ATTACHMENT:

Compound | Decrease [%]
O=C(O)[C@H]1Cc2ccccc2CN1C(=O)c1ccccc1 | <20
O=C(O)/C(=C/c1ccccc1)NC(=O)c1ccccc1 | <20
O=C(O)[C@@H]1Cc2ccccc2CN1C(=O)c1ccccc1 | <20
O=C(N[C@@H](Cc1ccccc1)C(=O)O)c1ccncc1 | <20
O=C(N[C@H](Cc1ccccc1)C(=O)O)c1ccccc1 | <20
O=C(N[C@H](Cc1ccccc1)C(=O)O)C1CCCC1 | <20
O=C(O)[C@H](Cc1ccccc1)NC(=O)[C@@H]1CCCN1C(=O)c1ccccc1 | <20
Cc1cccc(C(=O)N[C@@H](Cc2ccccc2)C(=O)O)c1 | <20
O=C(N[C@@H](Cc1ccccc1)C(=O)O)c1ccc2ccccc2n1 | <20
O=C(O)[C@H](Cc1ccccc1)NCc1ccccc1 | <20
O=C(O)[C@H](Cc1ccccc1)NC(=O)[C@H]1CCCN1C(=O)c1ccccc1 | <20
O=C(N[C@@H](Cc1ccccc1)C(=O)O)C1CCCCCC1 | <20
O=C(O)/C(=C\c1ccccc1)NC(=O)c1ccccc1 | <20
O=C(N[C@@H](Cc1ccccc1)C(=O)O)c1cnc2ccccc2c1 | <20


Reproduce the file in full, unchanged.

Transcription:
Compound | Decrease [%]
O=C(O)[C@H]1Cc2ccccc2CN1C(=O)c1ccccc1 | <20
O=C(O)/C(=C/c1ccccc1)NC(=O)c1ccccc1 | <20
O=C(O)[C@@H]1Cc2ccccc2CN1C(=O)c1ccccc1 | <20
O=C(N[C@@H](Cc1ccccc1)C(=O)O)c1ccncc1 | <20
O=C(N[C@H](Cc1ccccc1)C(=O)O)c1ccccc1 | <20
O=C(N[C@H](Cc1ccccc1)C(=O)O)C1CCCC1 | <20
O=C(O)[C@H](Cc1ccccc1)NC(=O)[C@@H]1CCCN1C(=O)c1ccccc1 | <20
Cc1cccc(C(=O)N[C@@H](Cc2ccccc2)C(=O)O)c1 | <20
O=C(N[C@@H](Cc1ccccc1)C(=O)O)c1ccc2ccccc2n1 | <20
O=C(O)[C@H](Cc1ccccc1)NCc1ccccc1 | <20
O=C(O)[C@H](Cc1ccccc1)NC(=O)[C@H]1CCCN1C(=O)c1ccccc1 | <20
O=C(N[C@@H](Cc1ccccc1)C(=O)O)C1CCCCCC1 | <20
O=C(O)/C(=C\c1ccccc1)NC(=O)c1ccccc1 | <20
O=C(N[C@@H](Cc1ccccc1)C(=O)O)c1cnc2ccccc2c1 | <20